• Twitter bots are accounts that automatically tweet (or retweet), follow, and send direct messages based on software instructions. There are loads of bots on Twitter.
  • APIs are great for travel services since they make it easy for machines to quickly and autonomously exchange both data and requests — in this case, trip availabilities and reservation requests.

8) Tools Used for API Testing

The right process, tool and solution for API automation test are more critical than ever. API testing is a crucial component of a success CI/DevOps practice, Tools covers both open-source and commercial solutions that testing.

  • Katalon Studio is a free test automation tool for API, Web, Desktop App and Mobile applications. It is emerging as a leading tool for API/Web services testing and positioning itself as a comprehensive end-to-end automation solution for both developers and testers.
  • SoapUI is a headless functional testing tool dedicated to API testing, allowing users to test REST and SOAP APIs and Web Services easily.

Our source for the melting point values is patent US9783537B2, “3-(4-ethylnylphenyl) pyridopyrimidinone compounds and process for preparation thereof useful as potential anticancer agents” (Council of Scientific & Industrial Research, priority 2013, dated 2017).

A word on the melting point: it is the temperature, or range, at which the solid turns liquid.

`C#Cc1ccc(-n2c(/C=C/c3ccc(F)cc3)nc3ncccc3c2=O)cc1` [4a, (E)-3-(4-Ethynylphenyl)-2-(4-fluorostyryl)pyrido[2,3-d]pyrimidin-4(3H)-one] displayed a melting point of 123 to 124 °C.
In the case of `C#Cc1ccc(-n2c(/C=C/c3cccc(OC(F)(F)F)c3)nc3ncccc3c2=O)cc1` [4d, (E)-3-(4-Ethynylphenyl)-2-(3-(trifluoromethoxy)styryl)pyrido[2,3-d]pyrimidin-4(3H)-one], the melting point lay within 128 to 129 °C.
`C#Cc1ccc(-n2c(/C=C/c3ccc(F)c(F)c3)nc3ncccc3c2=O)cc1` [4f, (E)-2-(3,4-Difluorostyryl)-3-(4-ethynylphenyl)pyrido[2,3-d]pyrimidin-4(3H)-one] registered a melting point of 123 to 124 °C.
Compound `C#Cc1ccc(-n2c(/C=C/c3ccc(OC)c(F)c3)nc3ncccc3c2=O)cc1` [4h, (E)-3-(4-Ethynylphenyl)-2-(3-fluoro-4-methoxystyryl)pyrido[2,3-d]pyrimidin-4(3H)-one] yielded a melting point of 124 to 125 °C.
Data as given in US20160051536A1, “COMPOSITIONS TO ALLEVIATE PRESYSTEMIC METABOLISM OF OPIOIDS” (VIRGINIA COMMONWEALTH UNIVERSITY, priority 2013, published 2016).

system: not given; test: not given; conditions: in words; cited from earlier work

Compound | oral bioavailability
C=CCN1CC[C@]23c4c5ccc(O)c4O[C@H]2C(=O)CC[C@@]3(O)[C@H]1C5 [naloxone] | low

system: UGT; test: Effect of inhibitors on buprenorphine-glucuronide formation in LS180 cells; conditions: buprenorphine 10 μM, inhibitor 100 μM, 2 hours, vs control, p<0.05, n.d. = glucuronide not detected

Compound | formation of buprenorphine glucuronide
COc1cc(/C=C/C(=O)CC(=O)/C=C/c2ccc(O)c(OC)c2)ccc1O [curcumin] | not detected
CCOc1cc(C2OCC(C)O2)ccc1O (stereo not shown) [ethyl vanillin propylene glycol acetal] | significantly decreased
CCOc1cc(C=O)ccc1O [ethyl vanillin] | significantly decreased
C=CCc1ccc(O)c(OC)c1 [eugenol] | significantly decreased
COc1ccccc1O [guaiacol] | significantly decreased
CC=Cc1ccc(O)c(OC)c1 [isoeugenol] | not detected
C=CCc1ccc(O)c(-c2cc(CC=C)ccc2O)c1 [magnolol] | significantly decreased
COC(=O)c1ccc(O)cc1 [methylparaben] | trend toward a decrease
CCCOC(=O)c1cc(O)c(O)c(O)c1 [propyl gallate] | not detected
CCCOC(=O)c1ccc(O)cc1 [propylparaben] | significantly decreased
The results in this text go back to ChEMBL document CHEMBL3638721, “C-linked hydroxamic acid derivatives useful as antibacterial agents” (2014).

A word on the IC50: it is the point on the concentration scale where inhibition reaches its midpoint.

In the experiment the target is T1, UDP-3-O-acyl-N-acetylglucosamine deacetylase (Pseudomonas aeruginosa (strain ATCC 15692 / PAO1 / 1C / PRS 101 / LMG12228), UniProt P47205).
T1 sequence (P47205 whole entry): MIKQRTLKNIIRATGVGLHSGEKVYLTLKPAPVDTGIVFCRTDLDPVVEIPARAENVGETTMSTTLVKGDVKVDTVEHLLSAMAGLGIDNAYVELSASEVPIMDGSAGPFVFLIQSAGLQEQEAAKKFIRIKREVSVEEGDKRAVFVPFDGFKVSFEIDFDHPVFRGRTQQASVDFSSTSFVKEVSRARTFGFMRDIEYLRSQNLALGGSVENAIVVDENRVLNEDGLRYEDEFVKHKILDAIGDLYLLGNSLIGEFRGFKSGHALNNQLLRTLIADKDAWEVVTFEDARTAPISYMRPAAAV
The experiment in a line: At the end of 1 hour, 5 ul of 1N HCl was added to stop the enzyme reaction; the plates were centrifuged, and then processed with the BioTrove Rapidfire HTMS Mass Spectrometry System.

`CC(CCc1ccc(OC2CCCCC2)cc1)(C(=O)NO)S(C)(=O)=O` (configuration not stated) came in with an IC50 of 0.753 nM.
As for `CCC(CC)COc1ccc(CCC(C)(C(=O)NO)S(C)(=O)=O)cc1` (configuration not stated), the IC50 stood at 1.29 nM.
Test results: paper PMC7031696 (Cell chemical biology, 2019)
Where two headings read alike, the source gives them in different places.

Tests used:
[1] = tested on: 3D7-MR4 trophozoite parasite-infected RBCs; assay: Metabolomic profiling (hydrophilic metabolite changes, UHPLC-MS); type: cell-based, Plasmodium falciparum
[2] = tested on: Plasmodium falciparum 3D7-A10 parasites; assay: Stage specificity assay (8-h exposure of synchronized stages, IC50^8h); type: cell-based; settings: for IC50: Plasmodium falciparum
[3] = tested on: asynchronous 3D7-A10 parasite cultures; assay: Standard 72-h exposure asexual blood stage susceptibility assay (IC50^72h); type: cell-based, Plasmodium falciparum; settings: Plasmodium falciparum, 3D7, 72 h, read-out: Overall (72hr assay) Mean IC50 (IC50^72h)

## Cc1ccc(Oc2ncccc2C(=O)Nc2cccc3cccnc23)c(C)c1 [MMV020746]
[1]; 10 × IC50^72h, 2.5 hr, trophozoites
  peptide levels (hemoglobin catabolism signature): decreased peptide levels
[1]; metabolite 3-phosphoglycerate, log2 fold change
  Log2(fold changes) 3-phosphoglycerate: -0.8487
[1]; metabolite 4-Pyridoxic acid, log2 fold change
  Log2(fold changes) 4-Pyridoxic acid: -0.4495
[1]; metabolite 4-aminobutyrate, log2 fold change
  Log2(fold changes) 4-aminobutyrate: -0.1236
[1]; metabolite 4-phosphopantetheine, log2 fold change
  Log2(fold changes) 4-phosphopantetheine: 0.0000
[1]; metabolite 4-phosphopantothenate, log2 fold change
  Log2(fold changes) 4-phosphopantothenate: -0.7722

• Postman is a good choice for API testing for those who don’t want to deal with coding in an integrated development environment using the same language as the developers.
  • Tricentis Tosca is a continuous testing platform for Agile and DevOps.
  • Apigee is a cross-cloud API testing tool, allowing users to measure and test API performance, supports and build API using other editors like Swagger.

·JMeter is widely used for functional API testing although it is actually created for load testing.

Conclusion:

Building a successful API is an art, comprising business analysis, technology architecture, software development, partnership, content writing, developer relations, support, and marketing. It takes a village to build a good, popular API.